`vignettes/belg1.Rmd`

`belg1.Rmd`

Boltzmann entropy (also called configurational entropy) has been
recently adopted to analyze entropy of landscape gradients (Gao et
al. (2017), Gao et al. (2018)). The goal of **belg** is to
provide an efficient C++ implementation of this method in R. It also
extend the original idea by allowing calculations on data with missing
values.

```
library(raster)
library(belg)
complex_land = raster(system.file("raster/complex_land.tif", package = "belg"))
simple_land = raster(system.file("raster/simple_land.tif", package = "belg"))
```

Let’s take two small rasters - `complex_land`

representing
a complex landscape and `simple_land`

representing a simple
landscape.

```
#> Warning: Using `size` aesthetic for lines was deprecated in ggplot2 3.4.0.
#> ℹ Please use `linewidth` instead.
```

The main function in this package, `get_boltzmann()`

,
calculates the Boltzmann entropy of a landscape gradient:

```
get_boltzmann(complex_land, method = "hierarchy")
#> [1] 191.1567
get_boltzmann(simple_land, method = "hierarchy")
#> [1] 104.8581
```

The results, unsurprisingly, showed that the complex landscape has a larger value of the Boltzmann entropy than the simple one.

The `get_boltzmann()`

function accepts a
`RasterLayer`

, `RasterStack`

,
`RasterBrick`

, `matrix`

, or `array`

object as an input. As a default, it uses a logarithm of base 10
(`log10`

), however `log`

and `log2`

are
also available options for the `base`

argument.

```
get_boltzmann(complex_land, method = "hierarchy") # log10
#> [1] 191.1567
get_boltzmann(complex_land, method = "hierarchy", base = "log")
#> [1] 440.1546
get_boltzmann(complex_land, method = "hierarchy", base = "log2")
#> [1] 635.0089
```

It also allows for calculation of the relative (the
`relative`

argument equal to `TRUE`

) and absolute
Boltzmann entropy of a landscape gradient.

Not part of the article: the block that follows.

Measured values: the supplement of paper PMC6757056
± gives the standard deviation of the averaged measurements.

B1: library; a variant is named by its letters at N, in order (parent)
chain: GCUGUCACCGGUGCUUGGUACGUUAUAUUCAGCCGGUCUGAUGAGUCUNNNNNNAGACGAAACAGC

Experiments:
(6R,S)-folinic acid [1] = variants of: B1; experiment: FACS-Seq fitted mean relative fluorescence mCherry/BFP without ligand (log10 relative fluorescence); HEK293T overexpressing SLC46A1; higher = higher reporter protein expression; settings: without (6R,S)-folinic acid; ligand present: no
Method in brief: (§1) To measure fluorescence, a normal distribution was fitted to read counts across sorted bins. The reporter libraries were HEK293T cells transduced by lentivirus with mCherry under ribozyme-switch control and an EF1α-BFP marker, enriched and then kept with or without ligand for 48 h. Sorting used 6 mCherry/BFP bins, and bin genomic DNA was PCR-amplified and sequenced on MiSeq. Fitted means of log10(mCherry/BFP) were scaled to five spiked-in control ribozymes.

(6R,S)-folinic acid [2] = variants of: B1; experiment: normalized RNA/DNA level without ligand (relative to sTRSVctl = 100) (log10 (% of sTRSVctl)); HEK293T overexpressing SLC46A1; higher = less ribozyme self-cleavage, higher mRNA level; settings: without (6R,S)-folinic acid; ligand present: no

The main idea behind the Boltzmann entropy of a landscape gradient is to calculate an entropy in a sliding window of 2 x 2 pixels. The relative configurational entropy is a sum of entropies for all windows of the original data.

```
get_boltzmann(complex_land, method = "hierarchy", relative = TRUE)
#> [1] 88.55451
```

It is possible to calculate an average value for each sliding window of 2 x 2 pixels and therefore create a resampled version of the original dataset:

The absolute configurational entropy is a sum of relative configurational entropies for all levels, starting from the original data to the resampled dataset with at least two rows or columns.

```
get_boltzmann(complex_land, method = "hierarchy", relative = FALSE)
#> [1] 191.1567
```

Determining the number of microstates belonging to a defined macrostate in a crucial concept for calculation of the configurational entropy. We explore this topic using five different cases of 2 x 2 windows:

```
win_1 = raster(matrix(c(1, 3, 3, 4), ncol = 2))
win_2 = raster(matrix(c(1, 3, 3, NA), ncol = 2))
win_3 = raster(matrix(c(1, 3, NA, NA), ncol = 2))
win_4 = raster(matrix(c(1, NA, NA, NA), ncol = 2))
win_5 = raster(matrix(c(NA, NA, NA, NA), ncol = 2))
```

The configurational entropy for data without missing values is calculated using the analytical method by Gao et al. (2018).

Twenty-four different microstate are possible in the above case. The
common (base 10) logarithm of 24 is equal to 1.380211. We can compare
this result to the `get_boltzmann()`

output:

```
get_boltzmann(win_1, method = "hierarchy")
#> [1] 1.380211
```

The generalized (resampled) version of this window has one value,
`3`

, which is a rounded average of the four original
values.

The papers of Gao et al. (2017, 2018) only considered data without
missing values. However, the **belg** package provides a
modification allowing for calculation also for data with missing values.
Cells with `NA`

are not considered when calculating
microstates.

For example, three microstates are possible for the above case:

The common (base 10) logarithm of 3 is equal to 0.477121.

```
get_boltzmann(win_2, method = "hierarchy")
#> [1] 0.6361617
```

The generalized (resampled) version of this window is 2.

The third window has two combinations. The common logarithm of 2 is equal to 0.30103.

```
get_boltzmann(win_3, method = "hierarchy")
#> [1] 0.60206
```

The generalized (resampled) version of this window is also 2.

The fourth window has only one microstate, therefore its common logarithm equals to 0.

```
get_boltzmann(win_4, method = "hierarchy")
#> [1] 0
```

The generalized (resampled) version of this window is the same as only existing value - 1.

Finally, the last window consists of four missing values. In these cases, the configurational entropy is zero.

```
get_boltzmann(win_5, method = "hierarchy")
#> [1] NaN
```

Importantly, the generalized version of this window is represented by NA.

- Gao, Peichao, Hong Zhang, and Zhilin Li. “An efficient analytical method for computing the Boltzmann entropy of a landscape gradient.” Transactions in GIS (2018).
- Gao, Peichao, Hong Zhang, and Zhilin Li. “A hierarchy-based solution to calculate the configurational entropy of landscape gradients.” Landscape Ecology 32(6) (2017): 1133-1146.